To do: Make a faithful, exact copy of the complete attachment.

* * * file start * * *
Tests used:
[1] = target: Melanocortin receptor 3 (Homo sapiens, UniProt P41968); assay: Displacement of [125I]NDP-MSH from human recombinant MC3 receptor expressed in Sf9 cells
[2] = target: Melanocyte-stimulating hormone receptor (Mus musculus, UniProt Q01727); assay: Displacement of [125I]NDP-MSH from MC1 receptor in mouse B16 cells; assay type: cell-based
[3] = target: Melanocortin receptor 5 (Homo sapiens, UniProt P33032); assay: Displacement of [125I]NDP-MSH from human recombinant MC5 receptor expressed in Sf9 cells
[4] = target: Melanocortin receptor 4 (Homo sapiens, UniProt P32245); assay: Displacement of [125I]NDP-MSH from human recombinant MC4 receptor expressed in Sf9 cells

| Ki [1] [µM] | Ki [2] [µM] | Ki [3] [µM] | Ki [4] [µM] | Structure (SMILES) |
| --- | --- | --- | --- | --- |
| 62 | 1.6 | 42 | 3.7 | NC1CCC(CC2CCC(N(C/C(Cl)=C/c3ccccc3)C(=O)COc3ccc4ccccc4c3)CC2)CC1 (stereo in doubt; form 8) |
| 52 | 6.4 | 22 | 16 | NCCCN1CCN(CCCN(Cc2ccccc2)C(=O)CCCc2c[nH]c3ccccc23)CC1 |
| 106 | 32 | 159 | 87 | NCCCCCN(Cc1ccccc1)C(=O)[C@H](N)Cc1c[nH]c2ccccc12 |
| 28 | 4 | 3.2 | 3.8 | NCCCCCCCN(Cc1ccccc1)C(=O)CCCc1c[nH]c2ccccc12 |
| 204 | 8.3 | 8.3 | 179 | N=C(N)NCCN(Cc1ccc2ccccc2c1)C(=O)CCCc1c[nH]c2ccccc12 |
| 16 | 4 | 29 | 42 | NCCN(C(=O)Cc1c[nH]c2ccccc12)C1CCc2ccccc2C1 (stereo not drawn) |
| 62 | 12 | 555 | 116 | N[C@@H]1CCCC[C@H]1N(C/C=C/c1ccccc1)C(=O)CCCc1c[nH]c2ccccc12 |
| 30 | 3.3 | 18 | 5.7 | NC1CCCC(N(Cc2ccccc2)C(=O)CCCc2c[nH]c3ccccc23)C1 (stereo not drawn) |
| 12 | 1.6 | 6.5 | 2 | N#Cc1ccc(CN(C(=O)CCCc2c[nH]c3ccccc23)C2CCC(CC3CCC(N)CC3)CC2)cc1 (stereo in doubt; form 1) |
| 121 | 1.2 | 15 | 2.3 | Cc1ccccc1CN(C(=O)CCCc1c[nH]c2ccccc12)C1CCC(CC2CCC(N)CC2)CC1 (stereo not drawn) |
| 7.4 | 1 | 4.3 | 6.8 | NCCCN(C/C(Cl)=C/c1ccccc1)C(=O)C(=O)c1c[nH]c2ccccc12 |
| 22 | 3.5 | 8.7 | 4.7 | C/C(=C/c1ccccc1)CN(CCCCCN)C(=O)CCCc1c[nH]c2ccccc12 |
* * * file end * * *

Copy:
Tests used:
[1] = target: Melanocortin receptor 3 (Homo sapiens, UniProt P41968); assay: Displacement of [125I]NDP-MSH from human recombinant MC3 receptor expressed in Sf9 cells
[2] = target: Melanocyte-stimulating hormone receptor (Mus musculus, UniProt Q01727); assay: Displacement of [125I]NDP-MSH from MC1 receptor in mouse B16 cells; assay type: cell-based
[3] = target: Melanocortin receptor 5 (Homo sapiens, UniProt P33032); assay: Displacement of [125I]NDP-MSH from human recombinant MC5 receptor expressed in Sf9 cells
[4] = target: Melanocortin receptor 4 (Homo sapiens, UniProt P32245); assay: Displacement of [125I]NDP-MSH from human recombinant MC4 receptor expressed in Sf9 cells

| Ki [1] [µM] | Ki [2] [µM] | Ki [3] [µM] | Ki [4] [µM] | Structure (SMILES) |
| --- | --- | --- | --- | --- |
| 62 | 1.6 | 42 | 3.7 | NC1CCC(CC2CCC(N(C/C(Cl)=C/c3ccccc3)C(=O)COc3ccc4ccccc4c3)CC2)CC1 (stereo in doubt; form 8) |
| 52 | 6.4 | 22 | 16 | NCCCN1CCN(CCCN(Cc2ccccc2)C(=O)CCCc2c[nH]c3ccccc23)CC1 |
| 106 | 32 | 159 | 87 | NCCCCCN(Cc1ccccc1)C(=O)[C@H](N)Cc1c[nH]c2ccccc12 |
| 28 | 4 | 3.2 | 3.8 | NCCCCCCCN(Cc1ccccc1)C(=O)CCCc1c[nH]c2ccccc12 |
| 204 | 8.3 | 8.3 | 179 | N=C(N)NCCN(Cc1ccc2ccccc2c1)C(=O)CCCc1c[nH]c2ccccc12 |
| 16 | 4 | 29 | 42 | NCCN(C(=O)Cc1c[nH]c2ccccc12)C1CCc2ccccc2C1 (stereo not drawn) |
| 62 | 12 | 555 | 116 | N[C@@H]1CCCC[C@H]1N(C/C=C/c1ccccc1)C(=O)CCCc1c[nH]c2ccccc12 |
| 30 | 3.3 | 18 | 5.7 | NC1CCCC(N(Cc2ccccc2)C(=O)CCCc2c[nH]c3ccccc23)C1 (stereo not drawn) |
| 12 | 1.6 | 6.5 | 2 | N#Cc1ccc(CN(C(=O)CCCc2c[nH]c3ccccc23)C2CCC(CC3CCC(N)CC3)CC2)cc1 (stereo in doubt; form 1) |
| 121 | 1.2 | 15 | 2.3 | Cc1ccccc1CN(C(=O)CCCc1c[nH]c2ccccc12)C1CCC(CC2CCC(N)CC2)CC1 (stereo not drawn) |
| 7.4 | 1 | 4.3 | 6.8 | NCCCN(C/C(Cl)=C/c1ccccc1)C(=O)C(=O)c1c[nH]c2ccccc12 |
| 22 | 3.5 | 8.7 | 4.7 | C/C(=C/c1ccccc1)CN(CCCCCN)C(=O)CCCc1c[nH]c2ccccc12 |